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CIO interview: Duncan Dewhurst London Borough of Lewisham

Lewisham (1)

“I don’t think it is always recognised how valuable good contract management is,” says Duncan Dewhurst, CIO and Head of Transformation at the London Borough of Lewisham.  Dewhurst, who has been with Lewisham since August 2014 has been managing a move away from outsourcing and into a new shared services model with neighbouring authorities.

Lewisham is south of the river in the nation’s capital. The local authority is based at Catford on the eastern edges of the River Thames and is home for over 300,000 Londoners and is one of the most ethnically diverse parts of the capital.

DewhurstWhen Dewhurst (left) arrived in local government from a role in central government’s Cabinet Office he found a technology service that needed to raise its profile and “look outward” he says. Sine 2014 the CIO has been involved in modernising the back end technology and in particular improving the management of its supplier contracts. In tandem with the back end modernisation Dewhurst and team have been developing the digital services the residents of Lewisham expect. Throughout my conversation with Dewhurst its clear that the CIO could not think of using the bi-modal model of different speeds, he had to fix the technology underpinnings and at the same time and at the same pace develop new services and models for the changing needs of the residents.

“We had a lot of catching up to do on the digital and the back office,” he says. Today Lewisham has a digital team using business intelligence (BI) tools, change management and service re-design.

“The technology had been holding us back. The culture was that using IT was a distraction and it has been about changing that perception. The technology is just 20% of what you need to do.” Dewhurst admits one of the largest challenges was “getting people to understand the value of changing behaviour” and like many of his CIO peers in the public sector, a history of a “compliance culture” has prevented new service designs and behaviours from developing.

“Getting social workers, for example, to use technology to make it easy for them to do their job and be more clever about the way that they work,” is the hardest, but also the most rewarding aspect of the transformation, the CIO says.

At the back end Dewhurst and his team introduced new datacentre and networking, getting the organisation off legacy thin-client technology and in to the cloud. The application estate has also been heading into the cloud using Microsoft Dynamics. Moving over 80 applications to the cloud was a big task for an organisation that Dewhurst says is “medium sized”.

New source for outsource

“All the infrastructure had been outsourced and the relationship with the outsource service provider didn’t work as well as it should have done,” he says. “I’m not sure outsourcing works in this scale of organisation.” The reason for Dewhurst’s opinion comes back to that point in the introduction about the ability to manage a contract. Outsource service providers, and in particular those serving the UK’s public sector, tend to be organisations of a scale that dwarfs many public organisations, particularly borough authorities.  As Salford NHS trust CIO Rachel Dunscombe told this title’s recent CIO podcast, public sector organisations have developed too many tactical ways of completing tasks that suit departments or authorities, but do not interoperate or can be replicated in other organisations.  As a result large outsource service providers have been able to develop bespoke solutions for each and every case, but that comes at a cost. That cost is where good contract management is necessary. Lewisham is far from alone in discovering itself in this position, Mark Adams-Wright faced the same issues with BT when he was CIO for Suffolk County Council.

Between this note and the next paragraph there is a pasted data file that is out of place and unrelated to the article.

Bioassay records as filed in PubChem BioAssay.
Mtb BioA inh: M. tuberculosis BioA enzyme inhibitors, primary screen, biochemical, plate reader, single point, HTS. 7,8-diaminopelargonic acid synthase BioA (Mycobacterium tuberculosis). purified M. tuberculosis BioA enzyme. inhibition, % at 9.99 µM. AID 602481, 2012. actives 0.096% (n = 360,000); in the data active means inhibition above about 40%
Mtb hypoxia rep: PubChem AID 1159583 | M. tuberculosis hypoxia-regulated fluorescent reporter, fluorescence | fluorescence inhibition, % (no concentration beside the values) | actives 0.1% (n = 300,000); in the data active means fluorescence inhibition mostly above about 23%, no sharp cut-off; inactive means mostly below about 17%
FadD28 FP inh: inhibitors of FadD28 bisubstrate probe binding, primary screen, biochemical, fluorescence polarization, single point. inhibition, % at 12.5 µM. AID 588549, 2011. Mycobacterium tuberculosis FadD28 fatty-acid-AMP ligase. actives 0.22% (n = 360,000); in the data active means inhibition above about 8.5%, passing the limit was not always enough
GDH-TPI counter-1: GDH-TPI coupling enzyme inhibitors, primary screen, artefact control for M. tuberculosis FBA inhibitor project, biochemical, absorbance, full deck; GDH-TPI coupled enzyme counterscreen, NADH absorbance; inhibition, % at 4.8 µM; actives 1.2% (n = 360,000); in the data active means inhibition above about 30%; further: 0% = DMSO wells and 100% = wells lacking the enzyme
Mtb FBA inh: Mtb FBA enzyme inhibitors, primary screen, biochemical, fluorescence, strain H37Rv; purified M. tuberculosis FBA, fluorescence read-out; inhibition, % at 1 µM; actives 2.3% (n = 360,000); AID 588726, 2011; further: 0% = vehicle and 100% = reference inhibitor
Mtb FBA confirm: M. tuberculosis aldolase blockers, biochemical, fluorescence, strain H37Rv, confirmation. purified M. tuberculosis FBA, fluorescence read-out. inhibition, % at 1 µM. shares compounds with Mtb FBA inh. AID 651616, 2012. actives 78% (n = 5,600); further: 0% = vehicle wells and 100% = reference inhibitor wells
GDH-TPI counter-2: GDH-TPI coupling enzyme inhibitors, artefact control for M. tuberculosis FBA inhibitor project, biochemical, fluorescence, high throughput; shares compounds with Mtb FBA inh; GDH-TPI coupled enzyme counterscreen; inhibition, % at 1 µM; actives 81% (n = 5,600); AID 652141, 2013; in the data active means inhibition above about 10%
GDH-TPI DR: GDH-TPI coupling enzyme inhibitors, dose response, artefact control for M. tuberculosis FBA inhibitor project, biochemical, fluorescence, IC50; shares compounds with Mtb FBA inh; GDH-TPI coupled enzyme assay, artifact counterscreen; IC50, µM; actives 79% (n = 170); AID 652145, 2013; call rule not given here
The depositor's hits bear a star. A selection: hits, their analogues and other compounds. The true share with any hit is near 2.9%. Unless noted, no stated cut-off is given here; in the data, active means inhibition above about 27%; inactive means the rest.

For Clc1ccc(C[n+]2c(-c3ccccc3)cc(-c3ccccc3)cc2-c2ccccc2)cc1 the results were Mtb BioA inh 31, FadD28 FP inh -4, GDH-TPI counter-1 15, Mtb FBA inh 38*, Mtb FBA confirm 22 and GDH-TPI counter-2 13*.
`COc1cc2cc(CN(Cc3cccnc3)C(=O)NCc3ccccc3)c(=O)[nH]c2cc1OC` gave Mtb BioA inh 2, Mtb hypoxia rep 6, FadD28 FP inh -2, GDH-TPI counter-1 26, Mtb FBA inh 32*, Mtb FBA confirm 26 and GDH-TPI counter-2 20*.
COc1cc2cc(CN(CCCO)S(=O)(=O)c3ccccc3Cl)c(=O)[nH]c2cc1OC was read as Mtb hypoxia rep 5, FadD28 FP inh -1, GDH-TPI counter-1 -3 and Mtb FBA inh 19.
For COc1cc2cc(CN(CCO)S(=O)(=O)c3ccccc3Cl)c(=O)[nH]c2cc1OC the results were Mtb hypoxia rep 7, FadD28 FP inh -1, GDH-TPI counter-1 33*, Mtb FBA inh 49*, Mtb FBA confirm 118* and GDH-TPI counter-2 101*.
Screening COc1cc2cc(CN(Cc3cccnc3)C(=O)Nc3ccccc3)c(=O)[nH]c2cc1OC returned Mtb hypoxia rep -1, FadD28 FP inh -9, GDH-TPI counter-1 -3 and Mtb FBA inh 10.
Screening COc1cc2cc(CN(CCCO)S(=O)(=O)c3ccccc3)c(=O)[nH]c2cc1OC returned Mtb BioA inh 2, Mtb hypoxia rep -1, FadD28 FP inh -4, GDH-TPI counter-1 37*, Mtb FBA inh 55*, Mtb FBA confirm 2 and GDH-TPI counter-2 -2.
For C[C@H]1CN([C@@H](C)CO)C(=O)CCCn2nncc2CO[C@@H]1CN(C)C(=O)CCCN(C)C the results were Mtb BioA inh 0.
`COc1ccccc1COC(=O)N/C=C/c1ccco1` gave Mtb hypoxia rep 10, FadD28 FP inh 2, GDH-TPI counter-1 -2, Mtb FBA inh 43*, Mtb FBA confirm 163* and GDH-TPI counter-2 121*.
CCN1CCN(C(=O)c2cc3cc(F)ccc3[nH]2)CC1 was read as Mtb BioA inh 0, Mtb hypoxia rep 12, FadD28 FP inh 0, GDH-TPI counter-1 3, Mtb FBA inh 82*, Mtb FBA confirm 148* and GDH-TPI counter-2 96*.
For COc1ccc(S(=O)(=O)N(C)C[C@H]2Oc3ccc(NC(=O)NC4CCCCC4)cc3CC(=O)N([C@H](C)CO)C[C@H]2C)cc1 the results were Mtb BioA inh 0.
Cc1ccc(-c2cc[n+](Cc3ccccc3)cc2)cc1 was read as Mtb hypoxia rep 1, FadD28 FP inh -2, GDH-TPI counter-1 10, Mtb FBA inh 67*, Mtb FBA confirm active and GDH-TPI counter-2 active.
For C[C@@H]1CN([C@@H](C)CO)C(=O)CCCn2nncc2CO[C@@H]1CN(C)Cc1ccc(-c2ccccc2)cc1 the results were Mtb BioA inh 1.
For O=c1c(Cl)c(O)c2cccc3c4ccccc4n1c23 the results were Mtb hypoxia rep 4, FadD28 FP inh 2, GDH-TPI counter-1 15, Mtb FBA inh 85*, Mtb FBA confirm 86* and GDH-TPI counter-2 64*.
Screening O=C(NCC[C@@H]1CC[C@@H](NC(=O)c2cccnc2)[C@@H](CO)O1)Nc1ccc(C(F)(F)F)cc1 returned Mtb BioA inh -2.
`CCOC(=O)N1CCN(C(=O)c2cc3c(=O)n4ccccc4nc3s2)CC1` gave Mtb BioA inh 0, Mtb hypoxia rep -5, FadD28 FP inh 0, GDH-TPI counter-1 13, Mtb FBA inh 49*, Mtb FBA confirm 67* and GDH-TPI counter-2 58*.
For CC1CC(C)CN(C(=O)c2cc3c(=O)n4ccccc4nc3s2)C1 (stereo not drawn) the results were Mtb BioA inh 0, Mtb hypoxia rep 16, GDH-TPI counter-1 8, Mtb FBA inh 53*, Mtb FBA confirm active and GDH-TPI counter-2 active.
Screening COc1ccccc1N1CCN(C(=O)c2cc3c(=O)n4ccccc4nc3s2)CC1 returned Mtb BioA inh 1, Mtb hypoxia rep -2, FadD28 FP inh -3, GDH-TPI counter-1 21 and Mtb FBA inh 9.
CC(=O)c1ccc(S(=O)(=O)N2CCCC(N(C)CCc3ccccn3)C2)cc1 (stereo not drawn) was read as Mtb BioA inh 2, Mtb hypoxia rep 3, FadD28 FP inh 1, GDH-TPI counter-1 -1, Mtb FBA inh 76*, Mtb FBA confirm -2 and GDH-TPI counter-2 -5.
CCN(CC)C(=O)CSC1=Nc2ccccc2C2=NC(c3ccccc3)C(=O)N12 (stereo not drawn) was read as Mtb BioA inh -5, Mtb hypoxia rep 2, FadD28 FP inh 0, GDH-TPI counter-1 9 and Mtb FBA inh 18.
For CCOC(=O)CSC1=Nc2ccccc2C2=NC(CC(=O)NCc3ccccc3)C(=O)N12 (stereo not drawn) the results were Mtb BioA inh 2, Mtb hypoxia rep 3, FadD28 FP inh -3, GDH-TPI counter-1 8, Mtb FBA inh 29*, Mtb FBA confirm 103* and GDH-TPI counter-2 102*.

Dewhurst believes local government may not be at the scale to operate large outsourcing contracts effectively.  The CIO says he has seen “a lack of real understanding about managing the parts of contracts.” Having exited its contract with Capita, Lewisham now manages its infrastructure in-house and then uses the Microsoft Office 365 cloud stack of tools.

Data driven

“We need to know we have the right interventions,” Dewhurst says of how data has to be core of so many local government services. Throughout the move to digital services Dewhurst and his team have been focusing on improving the experience for frontline government workers.

The shared service is not only helping Lewisham meet the needs of its residents and the continued austerity, Southwark Council and Brent Council in the north of London have adopted the service. “It gives us scale to things.” With a third borough joining the shared service Dewhurst says scale returns and the authorities will be able “to do  more”.

“A lot of public sector organisations do pretty similar things, there are 30 local authorities in London,” he says of the opportunities to rationalise and yet improve services. “We all want to make better use of technology and re-imagine the service that we deliver,” he says.

Dewhurst became a CIO from a civil service career rather than as a technologist. He joined the Treasury in 2005 and has worked on a number of areas including energy policy, internal budgets and vehicle taxation before finding his way to Lewisham. 

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About Mark Chillingworth 199 Articles
Mark Chillingworth has over 20 years of journalism and editing experience across all media platforms including online, live events, print magazines and television.
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